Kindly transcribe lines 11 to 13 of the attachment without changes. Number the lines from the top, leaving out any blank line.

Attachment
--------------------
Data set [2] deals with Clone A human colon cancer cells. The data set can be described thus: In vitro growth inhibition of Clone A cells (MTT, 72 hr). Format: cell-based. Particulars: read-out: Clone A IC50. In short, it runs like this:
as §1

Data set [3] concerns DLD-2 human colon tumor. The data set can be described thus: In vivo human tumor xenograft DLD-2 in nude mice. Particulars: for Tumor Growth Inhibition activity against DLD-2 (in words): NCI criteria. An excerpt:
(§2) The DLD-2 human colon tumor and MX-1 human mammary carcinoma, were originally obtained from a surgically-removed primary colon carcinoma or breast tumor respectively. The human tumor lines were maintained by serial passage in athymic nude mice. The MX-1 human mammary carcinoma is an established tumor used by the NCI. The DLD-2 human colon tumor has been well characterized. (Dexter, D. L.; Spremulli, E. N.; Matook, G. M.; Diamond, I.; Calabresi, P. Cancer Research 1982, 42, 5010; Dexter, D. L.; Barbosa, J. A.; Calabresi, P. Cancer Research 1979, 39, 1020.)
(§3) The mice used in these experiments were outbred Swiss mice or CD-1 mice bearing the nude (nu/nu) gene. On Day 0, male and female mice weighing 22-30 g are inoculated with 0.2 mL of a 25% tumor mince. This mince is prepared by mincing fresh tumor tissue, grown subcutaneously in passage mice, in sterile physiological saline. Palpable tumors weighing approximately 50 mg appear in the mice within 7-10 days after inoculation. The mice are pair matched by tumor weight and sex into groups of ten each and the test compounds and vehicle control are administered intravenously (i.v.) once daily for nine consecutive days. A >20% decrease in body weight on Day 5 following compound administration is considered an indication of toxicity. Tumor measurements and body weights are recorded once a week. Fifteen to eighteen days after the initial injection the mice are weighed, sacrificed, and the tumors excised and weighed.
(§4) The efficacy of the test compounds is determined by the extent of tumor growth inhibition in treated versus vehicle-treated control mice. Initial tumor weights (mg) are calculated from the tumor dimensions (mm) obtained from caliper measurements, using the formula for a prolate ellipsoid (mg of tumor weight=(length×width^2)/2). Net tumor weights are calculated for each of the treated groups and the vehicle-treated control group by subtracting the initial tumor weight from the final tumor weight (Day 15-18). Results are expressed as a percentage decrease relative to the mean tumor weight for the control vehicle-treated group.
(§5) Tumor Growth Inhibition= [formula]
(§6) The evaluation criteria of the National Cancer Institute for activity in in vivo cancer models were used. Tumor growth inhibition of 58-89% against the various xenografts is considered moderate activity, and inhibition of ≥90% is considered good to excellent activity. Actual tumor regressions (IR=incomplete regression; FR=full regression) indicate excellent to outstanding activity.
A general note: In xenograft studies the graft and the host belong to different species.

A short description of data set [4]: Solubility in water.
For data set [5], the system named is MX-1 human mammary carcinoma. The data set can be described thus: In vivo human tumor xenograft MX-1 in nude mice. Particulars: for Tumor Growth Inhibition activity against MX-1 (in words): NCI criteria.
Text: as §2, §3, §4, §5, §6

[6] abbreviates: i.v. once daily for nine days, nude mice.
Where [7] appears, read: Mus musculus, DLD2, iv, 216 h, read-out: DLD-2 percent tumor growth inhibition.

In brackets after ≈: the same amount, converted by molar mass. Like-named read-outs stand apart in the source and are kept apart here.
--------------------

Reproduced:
For data set [5], the system named is MX-1 human mammary carcinoma. The data set can be described thus: In vivo human tumor xenograft MX-1 in nude mice. Particulars: for Tumor Growth Inhibition activity against MX-1 (in words): NCI criteria.
Text: as §2, §3, §4, §5, §6

[6] abbreviates: i.v. once daily for nine days, nude mice.